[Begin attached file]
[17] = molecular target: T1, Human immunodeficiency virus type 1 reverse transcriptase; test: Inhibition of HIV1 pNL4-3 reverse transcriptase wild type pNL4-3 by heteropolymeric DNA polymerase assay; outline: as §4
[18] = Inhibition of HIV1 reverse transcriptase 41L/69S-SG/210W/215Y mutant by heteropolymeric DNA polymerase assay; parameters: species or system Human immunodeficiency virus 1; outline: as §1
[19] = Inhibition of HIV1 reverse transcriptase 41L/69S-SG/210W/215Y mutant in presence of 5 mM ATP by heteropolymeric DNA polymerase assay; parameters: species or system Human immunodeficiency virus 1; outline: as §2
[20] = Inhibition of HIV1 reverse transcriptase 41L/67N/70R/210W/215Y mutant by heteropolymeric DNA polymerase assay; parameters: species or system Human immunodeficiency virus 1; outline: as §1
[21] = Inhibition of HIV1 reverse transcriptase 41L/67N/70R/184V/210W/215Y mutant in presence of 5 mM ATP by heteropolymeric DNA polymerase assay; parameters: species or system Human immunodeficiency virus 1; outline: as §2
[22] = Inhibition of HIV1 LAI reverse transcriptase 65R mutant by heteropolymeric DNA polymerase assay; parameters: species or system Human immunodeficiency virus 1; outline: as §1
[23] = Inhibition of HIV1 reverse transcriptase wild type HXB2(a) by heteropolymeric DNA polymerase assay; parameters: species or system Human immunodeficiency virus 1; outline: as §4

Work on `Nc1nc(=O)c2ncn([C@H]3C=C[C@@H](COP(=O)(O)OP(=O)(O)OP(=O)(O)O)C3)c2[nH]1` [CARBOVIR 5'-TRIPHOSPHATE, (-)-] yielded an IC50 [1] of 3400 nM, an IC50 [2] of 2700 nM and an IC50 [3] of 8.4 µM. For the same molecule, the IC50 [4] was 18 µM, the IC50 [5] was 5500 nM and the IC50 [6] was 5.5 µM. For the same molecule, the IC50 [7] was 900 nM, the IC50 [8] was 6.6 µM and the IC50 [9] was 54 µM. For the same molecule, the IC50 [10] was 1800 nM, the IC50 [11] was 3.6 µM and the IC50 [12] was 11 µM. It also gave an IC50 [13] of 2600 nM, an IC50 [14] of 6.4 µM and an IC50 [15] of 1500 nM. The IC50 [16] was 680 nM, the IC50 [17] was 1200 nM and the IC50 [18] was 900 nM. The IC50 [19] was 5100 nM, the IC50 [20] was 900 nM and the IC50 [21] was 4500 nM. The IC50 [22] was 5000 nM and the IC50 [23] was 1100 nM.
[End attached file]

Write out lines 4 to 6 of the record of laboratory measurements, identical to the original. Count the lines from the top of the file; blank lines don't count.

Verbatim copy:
[20] = Inhibition of HIV1 reverse transcriptase 41L/67N/70R/210W/215Y mutant by heteropolymeric DNA polymerase assay; parameters: species or system Human immunodeficiency virus 1; outline: as §1
[21] = Inhibition of HIV1 reverse transcriptase 41L/67N/70R/184V/210W/215Y mutant in presence of 5 mM ATP by heteropolymeric DNA polymerase assay; parameters: species or system Human immunodeficiency virus 1; outline: as §2
[22] = Inhibition of HIV1 LAI reverse transcriptase 65R mutant by heteropolymeric DNA polymerase assay; parameters: species or system Human immunodeficiency virus 1; outline: as §1